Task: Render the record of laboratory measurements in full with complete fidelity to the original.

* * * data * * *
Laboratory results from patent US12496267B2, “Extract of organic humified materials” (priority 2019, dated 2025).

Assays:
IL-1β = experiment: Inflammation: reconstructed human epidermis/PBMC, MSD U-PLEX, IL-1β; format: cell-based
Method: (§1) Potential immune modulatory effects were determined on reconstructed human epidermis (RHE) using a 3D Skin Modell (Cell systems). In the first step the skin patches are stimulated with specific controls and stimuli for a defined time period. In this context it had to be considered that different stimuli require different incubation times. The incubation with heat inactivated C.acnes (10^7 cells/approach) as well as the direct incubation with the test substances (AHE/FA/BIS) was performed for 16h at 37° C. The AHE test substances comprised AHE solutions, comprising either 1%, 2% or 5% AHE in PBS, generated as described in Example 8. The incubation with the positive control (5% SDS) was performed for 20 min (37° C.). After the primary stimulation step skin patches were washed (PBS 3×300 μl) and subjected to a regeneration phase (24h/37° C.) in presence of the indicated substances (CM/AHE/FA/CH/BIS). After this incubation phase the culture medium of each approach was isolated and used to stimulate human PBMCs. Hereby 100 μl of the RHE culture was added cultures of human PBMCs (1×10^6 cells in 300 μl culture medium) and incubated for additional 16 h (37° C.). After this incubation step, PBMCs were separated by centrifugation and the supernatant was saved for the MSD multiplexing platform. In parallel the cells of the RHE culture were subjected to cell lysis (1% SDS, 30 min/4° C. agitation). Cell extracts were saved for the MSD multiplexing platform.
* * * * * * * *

Laboratory results from patent US12496267B2, “Extract of organic humified materials” (priority 2019, dated 2025).

Assays:
IL-1β = experiment: Inflammation: reconstructed human epidermis/PBMC, MSD U-PLEX, IL-1β; format: cell-based
Method: (§1) Potential immune modulatory effects were determined on reconstructed human epidermis (RHE) using a 3D Skin Modell (Cell systems). In the first step the skin patches are stimulated with specific controls and stimuli for a defined time period. In this context it had to be considered that different stimuli require different incubation times. The incubation with heat inactivated C.acnes (10^7 cells/approach) as well as the direct incubation with the test substances (AHE/FA/BIS) was performed for 16h at 37° C. The AHE test substances comprised AHE solutions, comprising either 1%, 2% or 5% AHE in PBS, generated as described in Example 8. The incubation with the positive control (5% SDS) was performed for 20 min (37° C.). After the primary stimulation step skin patches were washed (PBS 3×300 μl) and subjected to a regeneration phase (24h/37° C.) in presence of the indicated substances (CM/AHE/FA/CH/BIS). After this incubation phase the culture medium of each approach was isolated and used to stimulate human PBMCs. Hereby 100 μl of the RHE culture was added cultures of human PBMCs (1×10^6 cells in 300 μl culture medium) and incubated for additional 16 h (37° C.). After this incubation step, PBMCs were separated by centrifugation and the supernatant was saved for the MSD multiplexing platform. In parallel the cells of the RHE culture were subjected to cell lysis (1% SDS, 30 min/4° C. agitation). Cell extracts were saved for the MSD multiplexing platform.